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Lions Roar : July 2016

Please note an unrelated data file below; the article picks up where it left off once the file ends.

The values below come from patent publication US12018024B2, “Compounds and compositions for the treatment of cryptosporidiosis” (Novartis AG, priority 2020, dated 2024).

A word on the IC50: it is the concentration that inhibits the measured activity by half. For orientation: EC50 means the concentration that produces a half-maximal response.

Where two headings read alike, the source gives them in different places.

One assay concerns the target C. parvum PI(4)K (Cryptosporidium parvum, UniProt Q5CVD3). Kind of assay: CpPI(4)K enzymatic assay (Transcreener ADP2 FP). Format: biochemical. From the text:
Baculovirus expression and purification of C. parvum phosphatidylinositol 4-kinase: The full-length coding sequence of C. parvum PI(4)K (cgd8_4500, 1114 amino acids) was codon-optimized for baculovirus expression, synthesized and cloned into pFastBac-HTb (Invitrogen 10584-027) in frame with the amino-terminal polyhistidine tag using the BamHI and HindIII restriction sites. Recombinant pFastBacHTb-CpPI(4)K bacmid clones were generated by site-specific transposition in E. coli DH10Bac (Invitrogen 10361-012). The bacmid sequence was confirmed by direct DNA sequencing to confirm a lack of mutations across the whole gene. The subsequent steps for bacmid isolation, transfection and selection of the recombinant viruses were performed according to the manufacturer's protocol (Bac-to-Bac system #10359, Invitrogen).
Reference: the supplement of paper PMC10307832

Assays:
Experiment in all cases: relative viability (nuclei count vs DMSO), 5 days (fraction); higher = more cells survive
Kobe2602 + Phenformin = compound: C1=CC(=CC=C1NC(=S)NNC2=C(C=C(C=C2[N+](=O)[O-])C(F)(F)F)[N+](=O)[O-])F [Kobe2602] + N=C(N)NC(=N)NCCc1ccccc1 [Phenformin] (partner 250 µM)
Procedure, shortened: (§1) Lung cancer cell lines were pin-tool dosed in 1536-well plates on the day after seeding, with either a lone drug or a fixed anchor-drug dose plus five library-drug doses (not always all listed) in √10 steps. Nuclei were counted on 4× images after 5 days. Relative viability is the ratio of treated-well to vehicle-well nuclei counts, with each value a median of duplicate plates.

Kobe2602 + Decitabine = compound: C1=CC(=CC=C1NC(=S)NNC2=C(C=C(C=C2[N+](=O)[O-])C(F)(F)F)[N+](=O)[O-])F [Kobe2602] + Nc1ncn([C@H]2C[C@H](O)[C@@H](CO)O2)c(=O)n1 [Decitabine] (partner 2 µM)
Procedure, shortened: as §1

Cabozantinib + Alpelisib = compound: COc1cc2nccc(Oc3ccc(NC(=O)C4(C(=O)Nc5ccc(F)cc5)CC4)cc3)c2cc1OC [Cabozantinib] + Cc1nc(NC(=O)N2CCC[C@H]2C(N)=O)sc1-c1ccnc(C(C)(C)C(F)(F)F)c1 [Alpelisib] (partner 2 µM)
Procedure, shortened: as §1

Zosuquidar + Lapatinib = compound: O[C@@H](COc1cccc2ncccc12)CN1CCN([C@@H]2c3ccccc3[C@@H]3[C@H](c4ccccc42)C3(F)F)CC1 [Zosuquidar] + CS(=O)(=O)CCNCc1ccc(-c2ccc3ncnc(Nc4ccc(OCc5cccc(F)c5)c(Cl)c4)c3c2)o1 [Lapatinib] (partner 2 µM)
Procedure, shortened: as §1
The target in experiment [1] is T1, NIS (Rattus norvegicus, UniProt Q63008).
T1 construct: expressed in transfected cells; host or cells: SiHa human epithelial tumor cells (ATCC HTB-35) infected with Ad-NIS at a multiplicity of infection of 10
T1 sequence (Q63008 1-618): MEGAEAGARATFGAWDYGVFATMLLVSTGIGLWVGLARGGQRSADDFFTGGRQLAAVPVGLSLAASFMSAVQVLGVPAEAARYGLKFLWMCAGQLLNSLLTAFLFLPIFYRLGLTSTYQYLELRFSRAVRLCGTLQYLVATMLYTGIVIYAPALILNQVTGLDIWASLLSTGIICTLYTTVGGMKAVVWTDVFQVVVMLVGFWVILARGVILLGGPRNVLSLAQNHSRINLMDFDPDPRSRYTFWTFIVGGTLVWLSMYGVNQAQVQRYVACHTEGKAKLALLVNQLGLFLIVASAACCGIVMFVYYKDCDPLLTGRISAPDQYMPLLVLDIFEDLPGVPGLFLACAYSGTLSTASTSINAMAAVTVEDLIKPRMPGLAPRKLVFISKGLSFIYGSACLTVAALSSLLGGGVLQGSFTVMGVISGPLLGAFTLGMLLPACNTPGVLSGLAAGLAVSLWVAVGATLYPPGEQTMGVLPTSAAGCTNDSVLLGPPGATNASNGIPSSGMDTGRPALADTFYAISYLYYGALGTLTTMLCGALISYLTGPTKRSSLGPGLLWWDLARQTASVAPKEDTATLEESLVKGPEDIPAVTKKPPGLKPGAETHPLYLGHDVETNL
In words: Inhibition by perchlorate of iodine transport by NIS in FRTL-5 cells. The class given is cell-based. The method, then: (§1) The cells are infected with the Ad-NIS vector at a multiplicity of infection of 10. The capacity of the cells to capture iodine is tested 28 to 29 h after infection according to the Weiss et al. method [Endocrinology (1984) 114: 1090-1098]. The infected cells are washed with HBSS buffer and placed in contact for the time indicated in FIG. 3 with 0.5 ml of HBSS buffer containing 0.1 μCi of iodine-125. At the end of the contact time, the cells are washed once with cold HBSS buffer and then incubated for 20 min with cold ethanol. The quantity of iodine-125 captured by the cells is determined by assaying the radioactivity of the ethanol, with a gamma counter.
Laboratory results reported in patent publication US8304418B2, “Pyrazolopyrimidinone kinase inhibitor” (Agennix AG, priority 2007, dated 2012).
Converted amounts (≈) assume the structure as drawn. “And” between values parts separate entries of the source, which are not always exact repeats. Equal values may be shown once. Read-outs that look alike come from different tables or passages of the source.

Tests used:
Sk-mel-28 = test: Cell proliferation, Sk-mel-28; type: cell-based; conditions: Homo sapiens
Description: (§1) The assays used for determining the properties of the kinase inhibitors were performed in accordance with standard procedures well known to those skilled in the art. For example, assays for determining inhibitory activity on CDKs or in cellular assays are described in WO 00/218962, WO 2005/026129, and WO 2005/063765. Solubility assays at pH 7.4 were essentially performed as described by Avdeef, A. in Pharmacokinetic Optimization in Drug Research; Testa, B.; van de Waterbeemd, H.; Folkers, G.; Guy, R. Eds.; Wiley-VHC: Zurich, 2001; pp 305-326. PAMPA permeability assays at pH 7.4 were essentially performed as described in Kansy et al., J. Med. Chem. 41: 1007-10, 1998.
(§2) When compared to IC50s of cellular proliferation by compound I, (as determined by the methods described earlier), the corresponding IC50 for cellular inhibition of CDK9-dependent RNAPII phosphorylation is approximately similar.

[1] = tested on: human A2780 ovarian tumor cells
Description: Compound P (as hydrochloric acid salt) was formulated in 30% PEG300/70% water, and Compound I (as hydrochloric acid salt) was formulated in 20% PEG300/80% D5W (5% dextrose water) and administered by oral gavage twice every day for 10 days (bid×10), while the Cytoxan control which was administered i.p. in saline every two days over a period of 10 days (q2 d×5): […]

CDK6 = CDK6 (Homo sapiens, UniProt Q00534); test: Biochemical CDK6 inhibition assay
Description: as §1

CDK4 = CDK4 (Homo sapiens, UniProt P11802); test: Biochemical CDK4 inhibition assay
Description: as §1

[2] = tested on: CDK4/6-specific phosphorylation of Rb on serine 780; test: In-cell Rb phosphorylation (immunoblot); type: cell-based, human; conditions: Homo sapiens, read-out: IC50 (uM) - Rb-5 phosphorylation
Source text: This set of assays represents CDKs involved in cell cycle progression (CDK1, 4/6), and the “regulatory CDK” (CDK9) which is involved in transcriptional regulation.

mal.” When she heard a talk by Paul Haller at the San Francisco Zen Center in 2001, she says itwas“likeafishhookandIwasafishthat was hooked. I thought, ‘This has what I need.’ I’ve been hanging around there ever since.” Solnit’s Buddhist influences have come from many traditions. “ There’s this interest- ing American project of creating a kind of hybrid Buddhism, not necessarily between the lineages, but more attuned to contem- porary American realities,” she says. “Ambi- ent Buddhism” is how Solnit likes to describe the Buddhist themes that appear in her work and inform her understanding of hope and despair. “Buddhism is acceptance that you’re not totally in control,” she says. “Then there are psychoanalytic and other perspectives where you have to recognize that you contain immense depth and darknesses. You don’t even know yourself completely, so how can you know someone else? We don’t even under- stand the present, so how can we understand the future? This gives you, on the one hand, a kind of confidence that maybe what we do matters and also helps us see that we don’t know if it matters or not.” She says one of the many joys of Buddhism is its comfort with paradox. “And being given multiple lifetimes is very helpful,” she laughs. Coming to Buddhism dovetailed with other avenues of thought she was exploring. “The central idea of ecological thinking is that everything is connected to everything else,” she notes. “Buddhism has another version of that truth—non-attachment and compas- sion—which are really important parts of my political writing.” Another Buddhist teaching that informs Solnit’s work is that empathy arises through understanding interconnectedness. “Whole societies can be taught to deaden feeling, to dissociate from their marginal and min- ority members, just as people can and do erase the humanity of those close to them,” she says. “Empathy makes you imagine the sensation of the torture, of the hunger, of the loss. You make that person into your- self; you inscribe their suffering on your own body or heart or mind, and then you Last year, Solnit joined Roshi Joan Halifax on Upaya Zen Center’s annual medical pilgrimage in Nepal, trekking to remote villages in the Himalayas with a team of Western and traditional doctors. PHOTOBYCHARLESMCDONALDPHOTOBYNOAHROSSETER LION’S ROAR | JULY 2016 43